Energy density is limited by the battery’s chemistry, which even without losses limits the theoretical energy density. The chemistry is defined by the electrode material and the composition of the electrolyte. Lithium-air batteries get close to the energy density of gasoline, which is probably close to the maximum energy density for a battery. However, the components required for thermal management and current collection contribute to the total weight of the battery system. The design of these components can substantially influence the energy density of a battery system.
Power Density and Fast Recharge
The power density of a battery is important for the efficiency of electric vehicles. A high power density is required to recapture high amounts of energy in a short time during regenerative braking or fast recharge. This gives a difficult optimisation problem, since the system has to cope with very high current densities during recharge and relatively low current densities during discharge. It also relates to the design of the thermal management and the current collectors mentioned earlier. In addition, the design of fundamental battery components such as the electrodes, separator and electrolyte are of great importance for power density.
Life, Reliability and Safety
Life is a major consideration where safety and reliability are closely related. Discharge, wear and failure should occur slowly and in a controlled and transparent way. This is not only an issue of the chemistry of the battery, but also of the design, since uneven current density distribution and poor control of discharge/recharge and of the thermal management system may accelerate wear and increase the risks of failure. Short-circuits formed by metal deposition may be responsible for decrease in performance as well as an increased risk for runaway heating. Technologies for state-of-health monitoring are required in order to continuously assess the state of the battery system and the risks of failure.
The manufacturing process for high-power batteries and electric powertrains is not as optimised as for mechanical powertrains for combustion engines. There is a larger potential in productivity gains and decreased costs by large-scale production in the manufacturing process for the battery components.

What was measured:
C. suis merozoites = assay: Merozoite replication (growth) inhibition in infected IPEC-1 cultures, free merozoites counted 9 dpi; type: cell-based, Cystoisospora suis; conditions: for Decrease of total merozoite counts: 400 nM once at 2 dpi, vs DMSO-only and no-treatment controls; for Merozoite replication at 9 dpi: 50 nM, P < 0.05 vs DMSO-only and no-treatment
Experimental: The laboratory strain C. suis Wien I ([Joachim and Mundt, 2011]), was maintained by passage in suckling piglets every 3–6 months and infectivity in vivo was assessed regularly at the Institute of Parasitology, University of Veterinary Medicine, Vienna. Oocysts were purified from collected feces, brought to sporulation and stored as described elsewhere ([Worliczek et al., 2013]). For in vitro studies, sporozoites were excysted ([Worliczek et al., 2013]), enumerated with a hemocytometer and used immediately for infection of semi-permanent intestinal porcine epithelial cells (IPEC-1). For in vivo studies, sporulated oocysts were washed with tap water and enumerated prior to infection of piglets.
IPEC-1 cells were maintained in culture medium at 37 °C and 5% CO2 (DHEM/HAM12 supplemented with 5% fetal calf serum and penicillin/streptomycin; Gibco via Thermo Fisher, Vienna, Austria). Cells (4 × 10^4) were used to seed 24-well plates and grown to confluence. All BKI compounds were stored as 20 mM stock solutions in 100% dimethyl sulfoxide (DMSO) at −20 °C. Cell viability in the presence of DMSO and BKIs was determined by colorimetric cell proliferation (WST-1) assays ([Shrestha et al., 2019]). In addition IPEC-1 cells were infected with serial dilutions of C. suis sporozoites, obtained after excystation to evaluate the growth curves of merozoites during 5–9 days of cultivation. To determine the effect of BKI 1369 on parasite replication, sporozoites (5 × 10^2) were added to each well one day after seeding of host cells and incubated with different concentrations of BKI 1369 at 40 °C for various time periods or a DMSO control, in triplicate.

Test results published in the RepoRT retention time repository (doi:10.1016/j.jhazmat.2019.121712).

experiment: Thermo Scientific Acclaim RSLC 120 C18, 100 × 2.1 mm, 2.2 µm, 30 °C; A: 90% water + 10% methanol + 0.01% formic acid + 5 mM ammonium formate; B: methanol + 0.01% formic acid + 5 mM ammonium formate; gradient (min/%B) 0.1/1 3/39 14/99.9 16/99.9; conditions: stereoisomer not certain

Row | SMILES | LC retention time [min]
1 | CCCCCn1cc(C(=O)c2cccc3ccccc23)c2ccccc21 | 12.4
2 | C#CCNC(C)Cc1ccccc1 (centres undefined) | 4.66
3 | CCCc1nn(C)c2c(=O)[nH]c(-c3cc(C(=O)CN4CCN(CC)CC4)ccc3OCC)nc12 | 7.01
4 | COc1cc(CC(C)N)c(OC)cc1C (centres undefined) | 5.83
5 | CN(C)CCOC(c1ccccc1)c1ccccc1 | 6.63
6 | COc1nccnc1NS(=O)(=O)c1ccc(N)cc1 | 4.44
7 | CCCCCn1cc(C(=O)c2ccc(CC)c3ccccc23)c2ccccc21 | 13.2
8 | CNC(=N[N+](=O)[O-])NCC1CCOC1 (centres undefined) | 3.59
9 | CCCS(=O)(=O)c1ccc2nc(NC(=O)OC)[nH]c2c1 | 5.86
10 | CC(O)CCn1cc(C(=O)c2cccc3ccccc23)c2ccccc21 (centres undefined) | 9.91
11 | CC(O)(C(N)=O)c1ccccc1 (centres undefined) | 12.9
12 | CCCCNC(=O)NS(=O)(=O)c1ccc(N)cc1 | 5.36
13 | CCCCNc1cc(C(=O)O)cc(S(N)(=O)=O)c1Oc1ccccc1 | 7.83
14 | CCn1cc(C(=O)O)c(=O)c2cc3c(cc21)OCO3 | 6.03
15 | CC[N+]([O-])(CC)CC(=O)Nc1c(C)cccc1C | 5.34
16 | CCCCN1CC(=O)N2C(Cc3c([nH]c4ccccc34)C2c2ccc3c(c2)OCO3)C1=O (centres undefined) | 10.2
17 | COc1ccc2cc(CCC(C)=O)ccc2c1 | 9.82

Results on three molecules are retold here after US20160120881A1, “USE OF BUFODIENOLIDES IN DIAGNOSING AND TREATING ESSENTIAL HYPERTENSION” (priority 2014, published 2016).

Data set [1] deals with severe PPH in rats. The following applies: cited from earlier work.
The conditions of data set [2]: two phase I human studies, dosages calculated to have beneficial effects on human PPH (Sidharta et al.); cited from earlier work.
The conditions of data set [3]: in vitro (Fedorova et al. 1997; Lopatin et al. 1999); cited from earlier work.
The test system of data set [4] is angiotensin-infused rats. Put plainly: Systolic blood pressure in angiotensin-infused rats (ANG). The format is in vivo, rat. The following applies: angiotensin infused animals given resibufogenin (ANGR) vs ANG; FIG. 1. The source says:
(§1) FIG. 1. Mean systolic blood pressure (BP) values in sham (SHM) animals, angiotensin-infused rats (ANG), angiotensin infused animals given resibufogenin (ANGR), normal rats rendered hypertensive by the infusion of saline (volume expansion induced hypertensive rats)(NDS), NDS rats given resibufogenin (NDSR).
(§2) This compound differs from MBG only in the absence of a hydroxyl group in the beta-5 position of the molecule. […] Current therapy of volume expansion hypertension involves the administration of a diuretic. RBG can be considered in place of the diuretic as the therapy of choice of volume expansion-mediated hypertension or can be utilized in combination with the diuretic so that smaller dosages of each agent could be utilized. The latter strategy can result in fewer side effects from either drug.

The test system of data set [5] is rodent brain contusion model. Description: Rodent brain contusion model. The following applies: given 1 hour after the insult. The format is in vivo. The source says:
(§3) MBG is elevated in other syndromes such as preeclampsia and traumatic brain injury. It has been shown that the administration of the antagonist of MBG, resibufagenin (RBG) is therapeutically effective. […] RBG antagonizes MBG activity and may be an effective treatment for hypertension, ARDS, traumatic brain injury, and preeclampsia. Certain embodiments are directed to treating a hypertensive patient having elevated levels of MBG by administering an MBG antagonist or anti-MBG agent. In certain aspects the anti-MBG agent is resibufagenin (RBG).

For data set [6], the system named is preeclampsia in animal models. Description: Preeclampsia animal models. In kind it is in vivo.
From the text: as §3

The development of new batteries has to include the aspect of sustainability. There has to be a strategy for mining, recycling, producing and disposing of new battery types. This is primarily a legal matter for governments, but also a commercial consideration for battery manufacturers and automotive companies.
Modelling and Simulation
The understanding and optimisation of fundamental components of the battery; such as electrodes, electrolyte and separator; can be accelerated using modelling and simulations. The systems for thermal management, current collection and state-of-health monitoring can also be developed with high-fidelity multiphysics simulations.
Figure 1 shows a model for the optimisation of the channels in the cooling plates of a battery pack. This is a common application in the automotive industry. For example, Fiat Research Center uses mathematical modelling for studying thermal management of pouch cells for hybrid vehicles(1).
Fundamental studies of battery components as well as the development of state of health methods can be very efficiently carried out by combining experimental measurements of electrochemical impedance spectroscopy (EIS) with mathematical models, see the article from the French research institute CEA(2). Figure 2 shows an app, where experimental data can be imported and used in a physics-based model of EIS. This allows for the estimation of parameters such as activity of the electrodes, surface area, electrical conductivities of the different components, mass transport properties of reactants and products and state of charge of the electrodes.
1. The Thermal Management of Li-ion Battery Packs. Michele Gosso, Antonio Fiumara. Fiat Research Center, Orbassano, Italy. COMSOL News (2012), 48-49.
2. Highly Accurate Li-ion Battery Simulation. Mikael Cugnet. French Atomic and Alternative Energy Commission (CEA), France. COMSOL News (2013), 44-45.